Leng’s illustrations add so much warmth to this picture book. The illustrations are full of details and invite readers to look closely. Each page zings with energy from the mothers singing under the night sky to the child who lives with both her father and mother, just at different times. There is a playfulness on the pages too, which makes each family come to life.

A strong picture book about diversity and families, this book is filled with warmth and love and not lectures. Appropriate for ages 3-5.

Reviewed from library copy.

 

Still Life with Tornado by A.S. King

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Still Life with Tornado by A.S. King (InfoSoup)

Sarah has stopped going to high school after an event that she doesn’t want to talk about or even think about. Sarah is a master at not thinking about certain things, like what she witnessed on vacation in Mexico with her family. Instead Sarah thinks about things like doing something original and what art is. She spends her days on the streets of Philadelphia, visiting a derelict school building, speaking with past and future versions of herself, and wondering about art and how to start creating again. She isn’t able to continue keeping the secrets deep inside hidden even from herself. So she begins to work through her thoughts, ideas and what she has seen. She contacts the brother that she hasn’t seen since the Mexico trip six years before and begins to wake up to the problems that have always been there in her family.

My goodness, this book is impossible to explain in a single paragraph. It is multilayered book that shifts and grows and builds underneath the reader as Sarah’s memories are revealed. It is wild and powerful, the tornado in the title an apt image for the rawness of this book. King depicts the dangers of living lies, whether they are built by those who say they love you or yourself. The force of those lies, the determination it takes to keep them hidden, and the emptiness of the world shaped by those lies make for a landscape that filled with traps and danger. King is a master at allowing a character to tell her own story at her own pace while making sure that the book continues to move forward, building tension upward and showing the deep humanity inside.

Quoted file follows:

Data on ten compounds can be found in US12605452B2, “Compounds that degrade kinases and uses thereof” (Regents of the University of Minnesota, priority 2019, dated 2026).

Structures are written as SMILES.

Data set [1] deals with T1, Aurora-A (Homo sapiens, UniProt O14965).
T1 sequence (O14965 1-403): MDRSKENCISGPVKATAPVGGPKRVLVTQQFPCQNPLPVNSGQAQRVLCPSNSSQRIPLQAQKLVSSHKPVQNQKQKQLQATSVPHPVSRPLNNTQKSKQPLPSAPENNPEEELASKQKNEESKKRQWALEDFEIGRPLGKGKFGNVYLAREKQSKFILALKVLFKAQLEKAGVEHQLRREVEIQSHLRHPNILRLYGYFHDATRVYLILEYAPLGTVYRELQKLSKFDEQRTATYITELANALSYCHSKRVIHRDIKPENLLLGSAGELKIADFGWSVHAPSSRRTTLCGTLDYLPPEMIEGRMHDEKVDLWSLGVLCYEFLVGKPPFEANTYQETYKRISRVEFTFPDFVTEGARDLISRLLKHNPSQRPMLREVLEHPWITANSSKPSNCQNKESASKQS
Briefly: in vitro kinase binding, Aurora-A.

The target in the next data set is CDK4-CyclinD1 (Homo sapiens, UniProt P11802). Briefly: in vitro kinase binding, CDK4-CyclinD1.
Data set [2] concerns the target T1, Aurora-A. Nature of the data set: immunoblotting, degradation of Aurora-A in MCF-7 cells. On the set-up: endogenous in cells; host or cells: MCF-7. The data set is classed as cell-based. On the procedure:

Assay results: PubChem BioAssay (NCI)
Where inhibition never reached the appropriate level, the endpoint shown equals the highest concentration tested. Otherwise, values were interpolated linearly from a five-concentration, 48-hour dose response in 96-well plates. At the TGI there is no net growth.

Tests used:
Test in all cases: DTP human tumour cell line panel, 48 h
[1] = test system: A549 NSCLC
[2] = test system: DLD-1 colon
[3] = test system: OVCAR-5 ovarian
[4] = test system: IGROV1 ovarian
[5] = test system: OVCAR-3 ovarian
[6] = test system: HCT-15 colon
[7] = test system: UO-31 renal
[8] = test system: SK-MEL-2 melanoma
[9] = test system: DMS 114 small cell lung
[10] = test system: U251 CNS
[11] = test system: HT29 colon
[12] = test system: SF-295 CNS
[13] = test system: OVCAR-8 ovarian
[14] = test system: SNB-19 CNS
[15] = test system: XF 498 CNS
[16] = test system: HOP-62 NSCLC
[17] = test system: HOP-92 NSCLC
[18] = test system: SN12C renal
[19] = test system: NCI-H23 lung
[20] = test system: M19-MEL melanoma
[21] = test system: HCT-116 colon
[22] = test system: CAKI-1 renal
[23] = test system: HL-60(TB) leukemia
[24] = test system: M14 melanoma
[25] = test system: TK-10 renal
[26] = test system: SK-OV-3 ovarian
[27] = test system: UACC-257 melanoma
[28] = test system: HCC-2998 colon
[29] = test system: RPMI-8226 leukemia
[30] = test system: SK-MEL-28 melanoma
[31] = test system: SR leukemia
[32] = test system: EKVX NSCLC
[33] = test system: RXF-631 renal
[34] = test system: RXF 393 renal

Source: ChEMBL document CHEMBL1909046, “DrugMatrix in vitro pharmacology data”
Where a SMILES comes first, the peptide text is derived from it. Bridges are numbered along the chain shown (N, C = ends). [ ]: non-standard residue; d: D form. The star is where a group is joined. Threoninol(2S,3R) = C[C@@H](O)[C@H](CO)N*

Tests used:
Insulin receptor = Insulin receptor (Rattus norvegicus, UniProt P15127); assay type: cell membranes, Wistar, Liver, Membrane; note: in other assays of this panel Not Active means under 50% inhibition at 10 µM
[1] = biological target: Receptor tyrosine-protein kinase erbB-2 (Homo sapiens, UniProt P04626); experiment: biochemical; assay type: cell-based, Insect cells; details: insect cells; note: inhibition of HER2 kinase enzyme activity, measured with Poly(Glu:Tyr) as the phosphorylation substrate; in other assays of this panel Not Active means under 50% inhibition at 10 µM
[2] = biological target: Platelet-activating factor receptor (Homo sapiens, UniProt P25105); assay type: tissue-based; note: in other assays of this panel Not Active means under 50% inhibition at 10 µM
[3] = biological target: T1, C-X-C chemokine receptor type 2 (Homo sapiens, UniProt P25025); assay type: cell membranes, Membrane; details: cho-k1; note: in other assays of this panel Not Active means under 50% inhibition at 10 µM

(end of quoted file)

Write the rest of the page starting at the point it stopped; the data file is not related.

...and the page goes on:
Sarah is an exquisite character. She is an enigma for the first part of the book, since she is determined to keep the lies spinning and not allow the truth to escape into the world. She is the epitome of an unreliable narrator, one that becomes more reliable as the book continues. Yet even as she is unreliable, she is completely relatable. Her pain is tangible on the page, her loneliness is palpable. It is in hiding her real truth and living the lie that she becomes most human.

A powerful novel filled with pain, lies, guilt and searing truth. Appropriate for ages 14-17.

Reviewed from ARC received from Dutton Books for Young Readers.